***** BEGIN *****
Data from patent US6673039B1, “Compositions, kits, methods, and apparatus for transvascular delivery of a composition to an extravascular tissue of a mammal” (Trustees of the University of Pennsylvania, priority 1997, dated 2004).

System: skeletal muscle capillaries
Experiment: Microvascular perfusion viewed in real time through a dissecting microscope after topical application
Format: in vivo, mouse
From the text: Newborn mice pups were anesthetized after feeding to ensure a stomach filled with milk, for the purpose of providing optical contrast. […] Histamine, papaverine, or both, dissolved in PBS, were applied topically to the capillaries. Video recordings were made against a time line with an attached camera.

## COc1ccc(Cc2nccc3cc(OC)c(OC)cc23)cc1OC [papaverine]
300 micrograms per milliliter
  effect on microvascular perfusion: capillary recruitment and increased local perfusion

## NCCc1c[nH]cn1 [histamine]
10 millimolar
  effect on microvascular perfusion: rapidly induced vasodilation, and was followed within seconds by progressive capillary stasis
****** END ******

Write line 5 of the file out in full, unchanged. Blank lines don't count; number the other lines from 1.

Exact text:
From the text: Newborn mice pups were anesthetized after feeding to ensure a stomach filled with milk, for the purpose of providing optical contrast. […] Histamine, papaverine, or both, dissolved in PBS, were applied topically to the capillaries. Video recordings were made against a time line with an attached camera.